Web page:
09 SES 11 B, Findings from International Comparative Achievement Studies: Attitudes Towards Mathematics and Science
Parallel Paper Session
Data of the PISA 2003 survey indicate high levels of mathematics anxiety of students in Serbia, accompanied with low achievement in mathematics. More than half of our students worry whether they will have difficulties in mathematics class or whether they will earn poor marks. In only eight countries participating in the 2003 PISA survey the level of mathematics anxiety was higher.
Mathematics anxiety is defined as state in which a student experiences negative reactions when encountering mathematical concepts (e.g. numbers) or procedures evaluating mathematical knowledge (Richardson & Woolfolk, 1980; Cates & Rhymer, 2003). Concept is observed as a multidimensional psychological construct comprising of sense of pressure, inadequacy and anxiety when solving problems that include number manipulation or solving mathematical problems both in academia and everyday context (Bai et al., 2009; Newstead, 1998). Mathematics anxiety is most often operationalized with scales assessing level of worrying about grades or feeling helpless and nervous in solving mathematical problems (Bai et al., 2009; Kesici & Erdogan, 2010). Results of number of studies indicate that mathematics achievement and mathematics anxiety are negatively correlated (Ma, 1999).
Cates and Rhymer (2003) suggest that anxious students make more mistakes and are slower in solving basic mathematical operations, leading to poor test achievement. If a student has had bad experiences in both primary and secondary education, mathematics related anxiety will continue in future education (Jackson and Leffingwell, 1999), influencing career choice (Ashcraft, 2002). Mathematics anxiety is also associated with other variables posing as mediating factors. Meece et al. (1990) believe how mathematics anxiety is directly negatively correlated with student’s perception of their ability in this domain as well as with their expectations of achievement in mathematics. Studies have also shown existence of individual differences in anxiety level of students (Kesici & Erdogan, 2010), as well as that anxiety may be influenced by gender, SES, parents’ educational attainment and school system (Furner & Duffy,2002). Aims of this study therefore are: examining relationship between math anxiety and achievement at mathematics literacy scale; establishing possible predictors of math anxiety and identification of students’ groups in relations to their relationship towards mathematics as a subject.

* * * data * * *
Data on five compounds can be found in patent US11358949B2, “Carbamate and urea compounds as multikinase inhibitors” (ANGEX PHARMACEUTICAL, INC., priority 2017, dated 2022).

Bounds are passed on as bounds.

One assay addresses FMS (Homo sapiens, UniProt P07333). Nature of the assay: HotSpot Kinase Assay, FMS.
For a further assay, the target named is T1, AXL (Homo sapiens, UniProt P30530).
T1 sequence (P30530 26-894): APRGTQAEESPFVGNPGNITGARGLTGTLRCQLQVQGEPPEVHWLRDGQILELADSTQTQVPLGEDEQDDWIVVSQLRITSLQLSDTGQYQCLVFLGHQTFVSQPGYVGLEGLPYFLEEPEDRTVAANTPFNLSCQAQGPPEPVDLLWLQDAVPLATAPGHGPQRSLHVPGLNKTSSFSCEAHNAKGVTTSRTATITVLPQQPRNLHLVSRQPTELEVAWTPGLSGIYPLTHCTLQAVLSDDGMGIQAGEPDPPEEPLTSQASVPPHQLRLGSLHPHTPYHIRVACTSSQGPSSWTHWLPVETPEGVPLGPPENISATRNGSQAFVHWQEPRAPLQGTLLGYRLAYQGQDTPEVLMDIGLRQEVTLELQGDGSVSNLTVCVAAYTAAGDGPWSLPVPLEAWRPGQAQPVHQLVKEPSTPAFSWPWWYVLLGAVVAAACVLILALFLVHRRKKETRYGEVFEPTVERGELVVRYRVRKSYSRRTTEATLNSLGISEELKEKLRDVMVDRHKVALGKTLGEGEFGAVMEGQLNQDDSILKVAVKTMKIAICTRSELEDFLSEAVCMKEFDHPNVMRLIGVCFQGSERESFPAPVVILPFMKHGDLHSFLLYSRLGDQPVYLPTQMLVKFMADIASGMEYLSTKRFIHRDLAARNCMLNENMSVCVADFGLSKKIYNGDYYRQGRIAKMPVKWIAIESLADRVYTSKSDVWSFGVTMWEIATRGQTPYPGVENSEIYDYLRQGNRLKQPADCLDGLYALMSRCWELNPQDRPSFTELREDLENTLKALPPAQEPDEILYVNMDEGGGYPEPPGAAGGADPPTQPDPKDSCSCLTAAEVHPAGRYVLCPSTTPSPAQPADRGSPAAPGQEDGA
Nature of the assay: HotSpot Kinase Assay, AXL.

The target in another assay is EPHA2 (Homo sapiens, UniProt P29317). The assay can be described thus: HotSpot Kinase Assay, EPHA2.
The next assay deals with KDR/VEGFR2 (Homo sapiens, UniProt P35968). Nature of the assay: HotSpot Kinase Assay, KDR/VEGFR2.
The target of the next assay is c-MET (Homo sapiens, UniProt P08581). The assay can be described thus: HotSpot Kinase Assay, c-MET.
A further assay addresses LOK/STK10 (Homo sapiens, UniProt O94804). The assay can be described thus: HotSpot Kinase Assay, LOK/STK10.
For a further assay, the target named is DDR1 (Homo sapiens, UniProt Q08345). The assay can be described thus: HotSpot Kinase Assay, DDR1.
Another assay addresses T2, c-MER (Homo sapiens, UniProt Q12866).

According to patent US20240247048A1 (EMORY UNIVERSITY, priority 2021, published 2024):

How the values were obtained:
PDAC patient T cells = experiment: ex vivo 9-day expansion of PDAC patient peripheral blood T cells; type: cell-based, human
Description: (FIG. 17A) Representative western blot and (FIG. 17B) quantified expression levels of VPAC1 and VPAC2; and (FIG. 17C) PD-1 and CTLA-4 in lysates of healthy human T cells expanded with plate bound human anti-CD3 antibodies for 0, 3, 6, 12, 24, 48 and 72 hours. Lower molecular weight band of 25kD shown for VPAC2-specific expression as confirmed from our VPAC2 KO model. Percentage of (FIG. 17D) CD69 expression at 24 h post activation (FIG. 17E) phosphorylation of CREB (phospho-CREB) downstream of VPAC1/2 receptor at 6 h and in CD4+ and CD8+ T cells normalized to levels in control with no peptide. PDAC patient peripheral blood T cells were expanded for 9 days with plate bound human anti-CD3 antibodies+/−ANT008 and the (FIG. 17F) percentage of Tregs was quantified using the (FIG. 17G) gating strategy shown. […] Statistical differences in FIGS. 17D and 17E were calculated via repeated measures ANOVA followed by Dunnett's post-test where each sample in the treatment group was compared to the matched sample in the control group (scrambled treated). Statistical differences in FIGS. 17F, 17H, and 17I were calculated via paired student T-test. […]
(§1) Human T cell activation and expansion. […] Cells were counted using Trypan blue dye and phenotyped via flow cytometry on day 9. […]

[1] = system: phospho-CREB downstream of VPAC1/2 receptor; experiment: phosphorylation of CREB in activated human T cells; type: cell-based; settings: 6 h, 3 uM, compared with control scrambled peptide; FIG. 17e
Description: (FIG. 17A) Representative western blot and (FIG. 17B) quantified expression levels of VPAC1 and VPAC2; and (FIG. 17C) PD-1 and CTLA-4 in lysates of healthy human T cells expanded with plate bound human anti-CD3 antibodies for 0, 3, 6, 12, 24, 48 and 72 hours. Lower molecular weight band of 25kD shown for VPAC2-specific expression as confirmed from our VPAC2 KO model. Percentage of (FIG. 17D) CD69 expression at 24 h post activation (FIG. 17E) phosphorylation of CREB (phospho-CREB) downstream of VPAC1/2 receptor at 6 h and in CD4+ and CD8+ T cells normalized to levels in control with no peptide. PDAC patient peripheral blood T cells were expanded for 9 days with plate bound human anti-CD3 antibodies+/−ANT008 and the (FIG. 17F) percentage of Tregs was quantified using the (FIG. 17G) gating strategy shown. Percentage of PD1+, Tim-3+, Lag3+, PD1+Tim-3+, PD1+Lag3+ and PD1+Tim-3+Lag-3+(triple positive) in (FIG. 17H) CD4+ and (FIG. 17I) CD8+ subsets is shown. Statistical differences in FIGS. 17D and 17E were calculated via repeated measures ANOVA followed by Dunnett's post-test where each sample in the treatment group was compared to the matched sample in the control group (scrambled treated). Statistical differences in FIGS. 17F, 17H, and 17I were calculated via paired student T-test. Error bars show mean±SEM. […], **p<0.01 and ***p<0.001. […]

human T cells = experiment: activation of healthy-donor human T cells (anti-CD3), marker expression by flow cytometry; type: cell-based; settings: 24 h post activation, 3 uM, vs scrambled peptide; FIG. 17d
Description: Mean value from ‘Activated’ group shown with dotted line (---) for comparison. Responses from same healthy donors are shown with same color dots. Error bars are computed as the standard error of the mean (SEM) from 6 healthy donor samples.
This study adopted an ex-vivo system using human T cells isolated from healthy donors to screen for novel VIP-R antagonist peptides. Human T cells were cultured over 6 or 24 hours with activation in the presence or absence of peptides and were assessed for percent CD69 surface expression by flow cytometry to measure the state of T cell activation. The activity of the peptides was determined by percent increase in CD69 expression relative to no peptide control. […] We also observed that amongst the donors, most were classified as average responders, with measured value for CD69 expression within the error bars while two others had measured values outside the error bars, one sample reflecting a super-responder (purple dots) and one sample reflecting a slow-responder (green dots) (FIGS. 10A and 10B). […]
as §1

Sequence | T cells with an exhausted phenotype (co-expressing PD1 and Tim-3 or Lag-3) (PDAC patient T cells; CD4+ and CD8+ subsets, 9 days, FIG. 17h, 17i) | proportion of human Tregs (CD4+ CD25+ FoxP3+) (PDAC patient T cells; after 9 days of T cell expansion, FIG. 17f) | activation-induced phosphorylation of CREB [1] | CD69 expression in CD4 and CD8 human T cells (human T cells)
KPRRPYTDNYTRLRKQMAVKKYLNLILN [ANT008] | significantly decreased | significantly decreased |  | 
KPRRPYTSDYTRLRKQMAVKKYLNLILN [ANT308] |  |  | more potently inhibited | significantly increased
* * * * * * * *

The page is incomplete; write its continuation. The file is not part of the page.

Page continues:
Ashcraft, M. A. (2002). Math anxiety: Personal, educational, and cognitive consequences. Current Directions in Psychological Science, 11(5), pp. 181-185. Bai, H.; Wang, L.S.; Pan, W. and Frey, M (2009). Measuring mathematics anxiety: psychometric analysis of a bidimensional affective scale. Journal of Instructional psychology, 36(3), pp. 185-193. Cates, G. L., & Rhymer, K. N. (2003). Examining the relationship between mathematics anxiety and mathematics performance: An instructional hierarchy perspective. Journal of Behavioral Education, 12 , pp. 23-34. Furner, J.M., & Duffy, M.L. (2002). Equity for all students in the new millennium: Disabling math anxiety. Intervention in School & Clinic, 38(2), pp. 67-74. Ho, H., Senturk, D., Lam, A., Zimmer, J., Hong, S., Okamoto, Y. (2000). The Affective and Cognitive Dimensions of Math Anxiety: A Cross-National Study. Journal for Research in Mathematics Education, Vol. 31, No. 3, pp. 362-379. Jackson, C., & Leffingwell, R. (1999). The role of instructors in creating math anxiety in students from kindergarten through college. Mathematics Teacher, 92(7), pp. 583-587 Kesici, S. and Erdogan, A. (2010). Mathematics anxiety according to middle school students’ achieve motivation and social, comparison. Education, 131(1), pp. 54-63. Ma, X. (1999). A meta-analysis of the relationship between anxiety and toward mathematics and achievement in mathematics. Journal for Research in Mathematics Education, 30, pp. 502–540. Meece, J.L., Wigfield, A., & Eccles, J.S. (1990). Predictors of math anxiety and its influence on young adolescents' course enrollment intentions and performance in mathematics. Journal of Educational Psychology, 82(1), pp. 60-70. Newstead, K. (1998). Aspects of children's mathematics anxiety. Educational Studies in Mathematics, 36(1), pp. 53-71. OECD (2010). Mathematics Teaching and Learning Strategies in PISA, Paris. OECD. Richardson, F. C., &Woolfolk, R. L. (1980).Mathematics anxiety. In I. G. Sarason (Ed.), Test anxiety:Theory, research, and application.Hillsdale, NJ: Erlbaum , pp. 271–288
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